I used to live in a large house on Battle Hill. It was a foster home run by Mr and Mrs Sweetman, they had two children of their own, David and Hayle. The house was next to a pub which I don't remember the name. I made many friends while staying there, Tina Titteral who lived on the Hollington estate was one of them. There used to be a youth club in the middle of Hollington where I spent many happy hours. As I originally came from inner London, I used to love to run through the open fields and visiting the little church near the woods. There was also a pub in the middle of Holllington Estate with a swing park in front of it. I was about 15 yrs old at the time, is there anyone who remembers this too?
Bottle Alley Mums Memory - Marjorie Perks Born 1925
My mum grew up in Hastings and she loved the place. She told us so many stories and I remember her mentioning Bottle Alley and collecting bottles to help in its construction. She left many of her own poems about Hastings and her childhood there. Really enjoy looking at the pictures. Thank You.
The sun always seemed to shine on our annual summer holiday to my grandmother's at Emmanuel Road. What excitement running down West hill to the town and the beach. There was always a ride on the boating lake, you could smell the petrol fumes from the little boats and a trip on the train! Money begged for continual "goes" on the laughing policeman machine and, of course, icecreams from Demarco (do not know how it was spelt). There were endless tales about The Caves where my grandmother and her sisters would shelter overnight from the bombing raids during the war. They were happy days!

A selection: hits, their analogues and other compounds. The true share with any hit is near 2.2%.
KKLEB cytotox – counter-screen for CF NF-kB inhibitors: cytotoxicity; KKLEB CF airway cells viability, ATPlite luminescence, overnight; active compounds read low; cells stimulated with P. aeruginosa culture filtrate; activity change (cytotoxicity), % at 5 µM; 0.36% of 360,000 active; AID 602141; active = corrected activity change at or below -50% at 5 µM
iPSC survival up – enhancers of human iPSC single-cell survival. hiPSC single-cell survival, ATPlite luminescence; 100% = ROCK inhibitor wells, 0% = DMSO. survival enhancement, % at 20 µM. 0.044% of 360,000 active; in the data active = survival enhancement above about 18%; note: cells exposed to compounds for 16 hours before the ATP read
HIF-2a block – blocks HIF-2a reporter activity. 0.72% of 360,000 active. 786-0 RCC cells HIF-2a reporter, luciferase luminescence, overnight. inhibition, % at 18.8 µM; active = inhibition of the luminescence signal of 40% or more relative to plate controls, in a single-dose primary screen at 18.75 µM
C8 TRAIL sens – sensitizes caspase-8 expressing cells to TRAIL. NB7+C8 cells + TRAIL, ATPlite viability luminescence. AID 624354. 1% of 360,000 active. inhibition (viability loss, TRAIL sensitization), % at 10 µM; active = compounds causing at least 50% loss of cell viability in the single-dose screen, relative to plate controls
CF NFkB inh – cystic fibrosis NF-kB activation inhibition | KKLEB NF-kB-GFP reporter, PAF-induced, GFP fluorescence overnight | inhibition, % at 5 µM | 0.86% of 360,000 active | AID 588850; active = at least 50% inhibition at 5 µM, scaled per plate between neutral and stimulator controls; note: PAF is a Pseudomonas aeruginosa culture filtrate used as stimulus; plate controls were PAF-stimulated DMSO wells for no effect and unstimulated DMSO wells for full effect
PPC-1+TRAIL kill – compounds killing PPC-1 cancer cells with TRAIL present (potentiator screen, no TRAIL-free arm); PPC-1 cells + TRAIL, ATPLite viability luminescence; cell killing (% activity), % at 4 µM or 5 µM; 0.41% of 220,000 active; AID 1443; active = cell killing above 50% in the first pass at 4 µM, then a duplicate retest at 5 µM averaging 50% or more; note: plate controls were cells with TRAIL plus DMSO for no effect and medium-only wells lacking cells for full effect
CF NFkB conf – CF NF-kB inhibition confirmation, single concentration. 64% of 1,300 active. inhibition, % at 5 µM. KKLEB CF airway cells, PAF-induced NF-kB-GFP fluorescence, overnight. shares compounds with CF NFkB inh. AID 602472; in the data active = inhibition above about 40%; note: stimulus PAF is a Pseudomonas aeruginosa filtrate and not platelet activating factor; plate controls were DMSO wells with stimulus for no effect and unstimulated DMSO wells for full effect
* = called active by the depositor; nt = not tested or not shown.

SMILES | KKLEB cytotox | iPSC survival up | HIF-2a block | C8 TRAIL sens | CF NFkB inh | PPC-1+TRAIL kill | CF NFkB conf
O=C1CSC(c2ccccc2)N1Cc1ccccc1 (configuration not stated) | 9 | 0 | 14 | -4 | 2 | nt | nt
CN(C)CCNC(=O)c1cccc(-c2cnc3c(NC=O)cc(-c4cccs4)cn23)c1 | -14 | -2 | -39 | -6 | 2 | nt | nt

I can also remember Bottle Alley which was the St Leonards side of the pier during the 1950's. My Mum sometimes used to take me to the Sun Lounge near Bottle Alley when I was a very small child where she would have a coffee and I would drink orange squash and there was often a pianist playing, even in the middle of the morning! We too lived in Ore (I went to Red Lake Infants and Sandown Primary schools) and we spent a lot of the summer weeks down on the beach and my Dad would join us during his lunch hour for a picnic. I can vaguely remember the tub man but not the details.
I remember the boating lake very well and I loved being taken on it by visiting relatives. The boats were dark red and had rope 'bumpers'round them and at the end of the day they all used to be collected up together in the middle of the lake which used to fascinate me as a small child. They were small motor boats with tiny steering wheels but did not go very fast at all. I also used to love going on the miniature train that started at the boating lake and went to Rock-a-Nore, which I think may still be there.